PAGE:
Even if we grant that there were reasonable grounds for rejecting Lubin’s application, faulting it for lack of embryonic-stem-cell work is specious. Even the journal Nature thought so. And if I’ve learned anything during these years, it’s that scientists are very clever and sophisticated at covering their muddy tracks: Almost anything can be easily veiled with science talk.

Nor can Lubin — who supports embryonic-stem-cell research — be accused of trying to make a political statement with his application. All he expected of the CIRM was a genuine diversity in its research portfolio that would reflect the reality of stem cell science, and genuinely support research for cures.

But perhaps he was expecting too much. “We’re not in the ‘in’ crowd,” Lubin told Nature. “So a project that was really going to go into patients was essentially triaged.”

And how.

One has to wonder whether a similar ideology will not take hold at New York’s own stem-cell board. Last year, New York followed California’s lead in providing state funding for stem-cell research. The Empire State Stem Cell Board (ESSCB) was brought into existence on April 1, 2007, composed of two committees — a Funding Committee and an Ethics Committee. I serve on the latter.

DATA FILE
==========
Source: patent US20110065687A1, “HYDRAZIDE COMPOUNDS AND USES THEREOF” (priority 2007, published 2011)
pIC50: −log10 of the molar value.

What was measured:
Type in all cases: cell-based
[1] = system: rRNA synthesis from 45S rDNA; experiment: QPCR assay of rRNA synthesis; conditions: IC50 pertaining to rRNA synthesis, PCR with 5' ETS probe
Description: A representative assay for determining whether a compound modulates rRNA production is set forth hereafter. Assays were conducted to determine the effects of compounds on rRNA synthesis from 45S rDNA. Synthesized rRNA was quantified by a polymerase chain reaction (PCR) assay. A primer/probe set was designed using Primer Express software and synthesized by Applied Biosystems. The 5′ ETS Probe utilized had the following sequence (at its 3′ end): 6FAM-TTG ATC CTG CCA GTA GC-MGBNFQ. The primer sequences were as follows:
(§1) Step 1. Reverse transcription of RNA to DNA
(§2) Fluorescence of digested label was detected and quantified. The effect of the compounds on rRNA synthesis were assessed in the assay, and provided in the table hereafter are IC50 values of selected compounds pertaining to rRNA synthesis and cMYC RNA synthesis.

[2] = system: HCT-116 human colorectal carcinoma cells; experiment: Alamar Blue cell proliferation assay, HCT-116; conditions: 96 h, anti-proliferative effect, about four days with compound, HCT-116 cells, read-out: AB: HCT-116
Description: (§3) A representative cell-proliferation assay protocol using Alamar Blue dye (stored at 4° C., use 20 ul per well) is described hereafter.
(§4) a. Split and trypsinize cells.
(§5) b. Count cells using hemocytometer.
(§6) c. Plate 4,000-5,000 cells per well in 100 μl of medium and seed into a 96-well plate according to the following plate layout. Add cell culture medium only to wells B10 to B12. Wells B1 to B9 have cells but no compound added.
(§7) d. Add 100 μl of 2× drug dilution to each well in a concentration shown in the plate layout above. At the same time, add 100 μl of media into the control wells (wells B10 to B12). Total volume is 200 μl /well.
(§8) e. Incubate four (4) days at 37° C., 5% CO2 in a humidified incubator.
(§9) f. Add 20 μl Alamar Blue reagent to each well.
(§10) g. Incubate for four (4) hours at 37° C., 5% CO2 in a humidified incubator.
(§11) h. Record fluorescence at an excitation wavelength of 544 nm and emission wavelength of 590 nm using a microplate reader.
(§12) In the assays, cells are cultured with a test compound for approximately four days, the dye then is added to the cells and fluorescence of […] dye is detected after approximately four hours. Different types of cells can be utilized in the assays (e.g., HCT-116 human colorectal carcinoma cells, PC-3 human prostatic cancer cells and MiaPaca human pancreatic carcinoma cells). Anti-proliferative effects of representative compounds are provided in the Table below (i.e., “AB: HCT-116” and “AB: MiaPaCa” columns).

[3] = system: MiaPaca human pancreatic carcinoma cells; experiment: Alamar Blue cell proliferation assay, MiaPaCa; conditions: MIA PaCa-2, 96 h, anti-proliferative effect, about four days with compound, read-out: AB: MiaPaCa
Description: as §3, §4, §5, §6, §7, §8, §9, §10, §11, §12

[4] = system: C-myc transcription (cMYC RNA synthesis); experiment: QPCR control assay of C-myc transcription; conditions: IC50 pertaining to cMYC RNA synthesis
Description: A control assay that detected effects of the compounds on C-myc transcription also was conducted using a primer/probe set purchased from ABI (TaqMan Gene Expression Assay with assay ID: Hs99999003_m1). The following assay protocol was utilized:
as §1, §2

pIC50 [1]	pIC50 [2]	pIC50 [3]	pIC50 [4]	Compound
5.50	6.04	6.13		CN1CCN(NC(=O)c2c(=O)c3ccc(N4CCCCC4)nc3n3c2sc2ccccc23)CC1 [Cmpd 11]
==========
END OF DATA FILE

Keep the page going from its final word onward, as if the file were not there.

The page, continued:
The ESSCB was empowered to oversee the funding of a $600 million, ten-year stem cell research initiative. On Thursday, May 8 Governor David Paterson announced that the next portion of the pie — nearly $109 million in new state funding — is now being made available to support stem-cell-research initiatives, including facilities grants.

I am convinced that my colleagues on the funding committee are equitable and intellectually honest. I am confident they can rise far above the sophomoric and unconscionable conflicts of interest that are becoming characteristic of the CIRM. They are also genuinely interested in promoting stem-cell research that can quickly translate into therapies and cures. But can they withstand the bias toward embryonic-stem-cell research? On that question I remain uncertain.